Conrad Black? Excuse me, but he’s not really the poster child of punishment excess, is he? Let’s look elsewhere for a minute. African-Americans in America are incarcerated today at astronomical rates. For Whites (men and women), the incarceration rate in 2005 stood at 412 per 100,000 residents; for African-Americans (men and women), the comparable rate was 2,290 per 100,000. This translates into an incarceration rate of 2.3% of all African Americans in this country (as compared to 0.4% for whites). The racial inequity here—that is, the national black-to-white ratio of incarceration—stands at 5.6. For young African-American men between the ages of 25 and 29, the rate jumps up to one in nine. Yes, that’s 11.7% of young black men in prison or jail. Eleven point seven percent. There’s an iniquity. Marc Mauer and Ryan King at the Sentencing Project have revealing state break-downs in their 2007 study on Uneven Justice. I’d recommend that reading to Mr. Grant—as well as the writings of others, such as Loïc Wacquant’s book Punishing the Poorand Michelle Alexander’s book The New Jim Crow.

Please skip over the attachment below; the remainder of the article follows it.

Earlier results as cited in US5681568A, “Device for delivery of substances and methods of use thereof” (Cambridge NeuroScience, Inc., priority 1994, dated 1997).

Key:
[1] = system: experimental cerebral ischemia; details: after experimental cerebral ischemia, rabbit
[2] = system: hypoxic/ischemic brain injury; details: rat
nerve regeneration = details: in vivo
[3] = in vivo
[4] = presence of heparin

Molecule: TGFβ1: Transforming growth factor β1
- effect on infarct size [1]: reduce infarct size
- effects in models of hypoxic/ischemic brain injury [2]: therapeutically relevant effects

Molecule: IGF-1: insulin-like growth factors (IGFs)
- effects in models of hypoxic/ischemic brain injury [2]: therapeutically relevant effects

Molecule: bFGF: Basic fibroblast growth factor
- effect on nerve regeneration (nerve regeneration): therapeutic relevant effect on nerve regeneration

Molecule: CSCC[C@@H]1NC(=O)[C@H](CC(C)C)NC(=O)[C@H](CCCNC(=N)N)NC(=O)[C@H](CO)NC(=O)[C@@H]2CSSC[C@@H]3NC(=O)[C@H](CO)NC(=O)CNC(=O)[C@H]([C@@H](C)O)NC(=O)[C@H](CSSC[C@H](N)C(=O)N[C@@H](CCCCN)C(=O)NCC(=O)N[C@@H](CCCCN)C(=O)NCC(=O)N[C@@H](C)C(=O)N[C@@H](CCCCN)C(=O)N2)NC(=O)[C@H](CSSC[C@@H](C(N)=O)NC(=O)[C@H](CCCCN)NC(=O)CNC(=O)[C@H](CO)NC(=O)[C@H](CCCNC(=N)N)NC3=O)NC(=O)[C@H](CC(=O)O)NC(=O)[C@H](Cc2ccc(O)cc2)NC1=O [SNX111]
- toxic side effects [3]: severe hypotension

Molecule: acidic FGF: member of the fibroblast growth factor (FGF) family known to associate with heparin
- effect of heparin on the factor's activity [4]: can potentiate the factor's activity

A second startling line—again, probably unintentional—has to do with the free market. “In America, on Planet Earth, price discovery is that coordinating power” that achieves efficiency, “that wonderful contrivance—not invented but somehow evolved.”
Can you hear me, Major Tom? Can you hear me, Major Tom? Can you hear?
You’d think Mr. Grant missed the chapters on the myth of “natural order.” From the review essay, it almost feels as if the book sets out to refute the first theorem of welfare economics. Not at all. And explicitly so. The book doesn’t argue that the first theorem is wrong. Nor does it argue that the foundational assumptions of the theorem are in any sense incorrect. (Obviously, assumptions can never be wrong, whether on Planet Tenure or on Planet Earth, they are merely assumptions.) What the book does argue, instead, has to do with the interpretation of what the theorem tells us—of what the price mechanism tells us.